1. Forum
  2. >
  3. Topic: Irish
  4. >
  5. The Irish alphabet

https://www.duolingo.com/profile/PaulCulloty

The Irish alphabet

One thing that has remained constant throughout the various changes in Irish orthography in recent decades is that the alphabet still uses 18 letters, with j, k, q, v, w, x, y, z generally only appearing in loan-words from English. The most radical change, however, occurred in the mid-Sixties, with the transition from Gaelic to Roman typefaces, on the grounds of making printed Irish more legible. Books in the old type can often be found in second-hand shops, and the most striking differences concern the "s", which resembles "r", and the placement of a dot above consonants, where "h" would now appear.

March 11, 2015

18 Comments


https://www.duolingo.com/profile/TanagerMoonmist

The old typeface was so pretty (except for the "s"!).

Personally, I think the dot was a much more elegant and less confusing solution than the "h". Pity they didn't keep it.


https://www.duolingo.com/profile/bob1745

I love the dot! My cousin who was born recently was christened Medb (dot over the "b") which is the really old irish for meabh which is Maeve! i love it!!


https://www.duolingo.com/profile/Rosalina362467

MY name is Maeve but I did not now about Medb.


https://www.duolingo.com/profile/ConorHoughton

It was pretty, even the "s", but it would be hard for a different script to survive typewriters and the dot for the seimhiu forces you to use a different script since not of lenited consonants can have an ascending stroke, hence the "d" and "b" bowing backwards and forwards and the "t" like a tau.


https://www.duolingo.com/profile/scilling

Oh, but it was available on (certain) typewriters — see a picture of part of one such keyboard here, and the keyboard layouts of three other such typewriters can be found here. (A full picture of an Underwood keyboard layout can be seen here.)


https://www.duolingo.com/profile/ConorHoughton

cool, even the tironian et of glorious memory!


https://www.duolingo.com/profile/mwasson

They moved 'y'--just different enough to be annoying. But very cool.


https://www.duolingo.com/profile/scilling

If you’re referring to the Underwood, then they’d actually moved Q through Y and A through L — a typical “QWERTY” keyboard would have Q A Z in the first column and W S X in the second column, but it has ´ ˙ Z in the first column and Q A X in the second column.


https://www.duolingo.com/profile/mwasson

Oh, I see now; wasn't as obvious as the "T" and "U" being adjacent. In practice, would that just mean that the bottom row would feel like it's shifted one column to the left? I guess that's all relative based on your typing style,but assuming a home-keys, middle-row oriented style.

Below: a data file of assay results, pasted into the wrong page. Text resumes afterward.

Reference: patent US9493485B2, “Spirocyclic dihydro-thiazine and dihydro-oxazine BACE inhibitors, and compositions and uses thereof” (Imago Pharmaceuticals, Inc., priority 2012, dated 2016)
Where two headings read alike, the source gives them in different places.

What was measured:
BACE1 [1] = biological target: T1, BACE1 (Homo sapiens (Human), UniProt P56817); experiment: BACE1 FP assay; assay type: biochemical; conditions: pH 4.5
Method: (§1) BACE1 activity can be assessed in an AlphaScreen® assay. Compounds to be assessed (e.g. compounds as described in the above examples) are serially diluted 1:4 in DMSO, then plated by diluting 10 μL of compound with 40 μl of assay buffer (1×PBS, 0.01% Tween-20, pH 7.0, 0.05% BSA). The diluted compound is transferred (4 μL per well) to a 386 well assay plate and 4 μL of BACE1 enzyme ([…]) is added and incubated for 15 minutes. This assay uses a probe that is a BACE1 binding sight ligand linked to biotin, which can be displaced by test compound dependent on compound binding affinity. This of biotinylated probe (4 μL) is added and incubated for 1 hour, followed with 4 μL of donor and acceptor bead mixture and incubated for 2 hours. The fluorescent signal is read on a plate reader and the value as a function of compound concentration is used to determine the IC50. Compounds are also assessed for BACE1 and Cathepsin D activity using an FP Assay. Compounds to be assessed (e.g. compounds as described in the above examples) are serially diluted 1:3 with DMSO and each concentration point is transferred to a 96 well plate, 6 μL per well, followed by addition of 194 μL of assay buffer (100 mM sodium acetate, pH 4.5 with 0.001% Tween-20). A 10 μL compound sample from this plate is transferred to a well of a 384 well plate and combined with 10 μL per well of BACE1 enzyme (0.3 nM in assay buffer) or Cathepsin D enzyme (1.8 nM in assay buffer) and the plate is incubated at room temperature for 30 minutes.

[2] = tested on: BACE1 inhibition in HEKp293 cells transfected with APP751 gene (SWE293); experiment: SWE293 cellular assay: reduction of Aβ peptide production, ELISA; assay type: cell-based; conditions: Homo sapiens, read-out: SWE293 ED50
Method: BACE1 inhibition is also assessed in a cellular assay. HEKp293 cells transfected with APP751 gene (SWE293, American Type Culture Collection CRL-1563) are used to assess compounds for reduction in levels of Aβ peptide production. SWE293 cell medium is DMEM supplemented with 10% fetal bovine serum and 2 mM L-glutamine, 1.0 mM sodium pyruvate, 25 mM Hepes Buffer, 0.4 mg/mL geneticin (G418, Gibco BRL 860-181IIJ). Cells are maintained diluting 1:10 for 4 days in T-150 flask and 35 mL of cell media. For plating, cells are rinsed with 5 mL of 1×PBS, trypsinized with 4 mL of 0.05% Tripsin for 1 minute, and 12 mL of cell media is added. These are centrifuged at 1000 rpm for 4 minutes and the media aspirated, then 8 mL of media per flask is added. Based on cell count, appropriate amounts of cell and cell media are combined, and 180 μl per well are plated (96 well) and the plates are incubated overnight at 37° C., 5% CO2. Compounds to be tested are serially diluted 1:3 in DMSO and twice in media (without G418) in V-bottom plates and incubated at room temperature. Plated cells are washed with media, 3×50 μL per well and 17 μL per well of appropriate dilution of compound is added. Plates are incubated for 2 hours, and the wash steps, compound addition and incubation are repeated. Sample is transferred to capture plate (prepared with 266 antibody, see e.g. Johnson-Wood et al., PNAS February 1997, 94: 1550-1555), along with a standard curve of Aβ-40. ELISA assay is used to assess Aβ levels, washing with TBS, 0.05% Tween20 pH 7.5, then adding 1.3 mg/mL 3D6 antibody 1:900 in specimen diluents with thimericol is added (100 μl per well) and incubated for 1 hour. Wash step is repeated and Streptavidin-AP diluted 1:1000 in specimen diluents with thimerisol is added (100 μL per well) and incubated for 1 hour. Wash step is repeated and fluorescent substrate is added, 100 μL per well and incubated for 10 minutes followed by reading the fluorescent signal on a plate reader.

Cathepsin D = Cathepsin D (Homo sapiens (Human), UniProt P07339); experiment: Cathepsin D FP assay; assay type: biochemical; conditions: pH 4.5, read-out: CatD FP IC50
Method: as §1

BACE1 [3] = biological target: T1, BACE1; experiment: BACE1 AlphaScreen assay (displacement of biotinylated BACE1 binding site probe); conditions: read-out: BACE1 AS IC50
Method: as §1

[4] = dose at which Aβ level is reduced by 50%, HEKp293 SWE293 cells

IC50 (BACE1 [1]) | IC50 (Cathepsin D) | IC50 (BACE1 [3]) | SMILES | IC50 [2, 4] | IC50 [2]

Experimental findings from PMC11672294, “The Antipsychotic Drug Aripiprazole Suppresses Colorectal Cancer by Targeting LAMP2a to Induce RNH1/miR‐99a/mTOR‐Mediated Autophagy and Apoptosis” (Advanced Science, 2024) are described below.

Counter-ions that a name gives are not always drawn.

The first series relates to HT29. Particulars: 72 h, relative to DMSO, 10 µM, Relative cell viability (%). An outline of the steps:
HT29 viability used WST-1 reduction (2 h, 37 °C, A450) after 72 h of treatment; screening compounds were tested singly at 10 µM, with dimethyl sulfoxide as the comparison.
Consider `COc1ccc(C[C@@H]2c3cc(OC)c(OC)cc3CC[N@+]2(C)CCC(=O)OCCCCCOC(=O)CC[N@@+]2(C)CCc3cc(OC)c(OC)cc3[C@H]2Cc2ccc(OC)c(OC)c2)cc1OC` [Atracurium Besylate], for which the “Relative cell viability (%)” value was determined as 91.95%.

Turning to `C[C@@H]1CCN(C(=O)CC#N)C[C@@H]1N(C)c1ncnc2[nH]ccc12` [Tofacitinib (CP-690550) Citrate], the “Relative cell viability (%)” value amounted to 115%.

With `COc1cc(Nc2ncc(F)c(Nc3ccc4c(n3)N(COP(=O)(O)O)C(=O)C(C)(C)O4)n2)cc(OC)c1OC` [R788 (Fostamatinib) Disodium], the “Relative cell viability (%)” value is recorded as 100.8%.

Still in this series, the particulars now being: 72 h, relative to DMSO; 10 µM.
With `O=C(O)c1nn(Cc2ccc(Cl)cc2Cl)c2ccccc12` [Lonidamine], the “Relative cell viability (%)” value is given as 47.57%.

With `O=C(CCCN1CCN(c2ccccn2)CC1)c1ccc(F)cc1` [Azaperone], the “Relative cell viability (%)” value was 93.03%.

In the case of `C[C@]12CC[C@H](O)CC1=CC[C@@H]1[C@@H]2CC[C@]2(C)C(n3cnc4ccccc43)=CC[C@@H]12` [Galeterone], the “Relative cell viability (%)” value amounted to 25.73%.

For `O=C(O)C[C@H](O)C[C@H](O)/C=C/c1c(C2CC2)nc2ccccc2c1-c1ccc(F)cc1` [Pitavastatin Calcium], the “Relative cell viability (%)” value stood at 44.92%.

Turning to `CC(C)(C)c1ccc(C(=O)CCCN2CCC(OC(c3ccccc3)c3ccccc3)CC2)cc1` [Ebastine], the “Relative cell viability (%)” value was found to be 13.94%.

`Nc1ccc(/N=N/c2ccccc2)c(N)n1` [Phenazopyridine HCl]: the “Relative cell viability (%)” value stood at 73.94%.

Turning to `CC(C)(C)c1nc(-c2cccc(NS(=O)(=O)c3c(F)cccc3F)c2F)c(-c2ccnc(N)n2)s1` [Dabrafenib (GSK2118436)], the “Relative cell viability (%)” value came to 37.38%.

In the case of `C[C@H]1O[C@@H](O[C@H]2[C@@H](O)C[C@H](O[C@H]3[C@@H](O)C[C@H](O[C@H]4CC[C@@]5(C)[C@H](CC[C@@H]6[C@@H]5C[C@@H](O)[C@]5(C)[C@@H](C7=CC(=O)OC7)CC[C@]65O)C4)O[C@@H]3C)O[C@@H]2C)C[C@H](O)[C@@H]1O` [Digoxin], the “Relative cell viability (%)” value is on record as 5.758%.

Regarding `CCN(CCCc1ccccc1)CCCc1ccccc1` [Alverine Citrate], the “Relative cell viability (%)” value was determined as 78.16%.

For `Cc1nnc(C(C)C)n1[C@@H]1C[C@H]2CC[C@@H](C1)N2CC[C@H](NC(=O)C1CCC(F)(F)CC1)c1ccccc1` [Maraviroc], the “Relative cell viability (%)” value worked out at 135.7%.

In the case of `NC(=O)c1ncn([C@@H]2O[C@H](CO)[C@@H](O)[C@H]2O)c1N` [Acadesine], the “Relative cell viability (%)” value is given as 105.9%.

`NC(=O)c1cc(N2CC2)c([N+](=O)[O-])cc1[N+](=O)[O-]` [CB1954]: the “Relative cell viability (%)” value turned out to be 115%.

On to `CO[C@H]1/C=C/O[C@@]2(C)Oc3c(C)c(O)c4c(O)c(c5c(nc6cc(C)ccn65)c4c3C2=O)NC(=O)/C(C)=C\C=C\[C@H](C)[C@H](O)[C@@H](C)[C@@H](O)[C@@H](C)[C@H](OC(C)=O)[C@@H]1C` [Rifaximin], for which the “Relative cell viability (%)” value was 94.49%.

https://www.duolingo.com/profile/scilling

In practice, based on the usual “ASDF JKL;” home keys, the bottom row, the numeric row, and the right hand side of the QWERT row would feel as though they’d been shifted.


https://www.duolingo.com/profile/HappyEvilSlosh

I tried out putting a dot above the consonant in Duolingo's Irish course just to see what would happen. It didn't accept it. :P


https://www.duolingo.com/profile/bob1745

How did you put the dot there?


https://www.duolingo.com/profile/HappyEvilSlosh

I use Debian GNU/Linux and have a compose key set up. If you use Linux the command setxkbmap us -option compose:paus should set your keyboard layout to US QWERTY and break to the compose key (it's possible to use other keys, a friend uses caps lock). You can add a dot to most letters via compose . letter: ȧ ḃ ċ ḋ ė ḟ ġ ḣ ṁ ṅ ȯ ṗ ṙ ṡ ṫ ẇ ẋ ẏ ż. If you use it with i you get a tittleless i: ı.


https://www.duolingo.com/profile/scilling

In OS X it can be done by selecting either the “U.S. Extended” input source or the “Irish Extended” input source, and entering either Option-W letter (for a precomposed dotted letter, such as those shown in HappyEvilSlosh’s list) or letter Option-Shift-W (for an independent non-spacing dot character that can be put on top of any character — letters, numbers, punctuation, etc.). A precomposed letter typically looks better than a letter followed by an independent non-spacing character.

EDIT: The U.S. Extended input source was renamed to ABC Extended in OS X 10.11.


https://www.duolingo.com/profile/scilling

See this discussion for how to use the {@style=font-family: 'Bunchlo Arsa GC', 'BunchloArsaGC', serif; font-style: normal; font-weight: normal; font-size: 12pt; color=#169B62}cló {@style=font-family: 'Bunchlo Arsa GC', 'BunchloArsaGC', serif; font-style: normal; font-weight: normal; font-size: 12pt; color: #FF883E}Gaelaċ in the forums here.

Learn Irish in just 5 minutes a day. For free.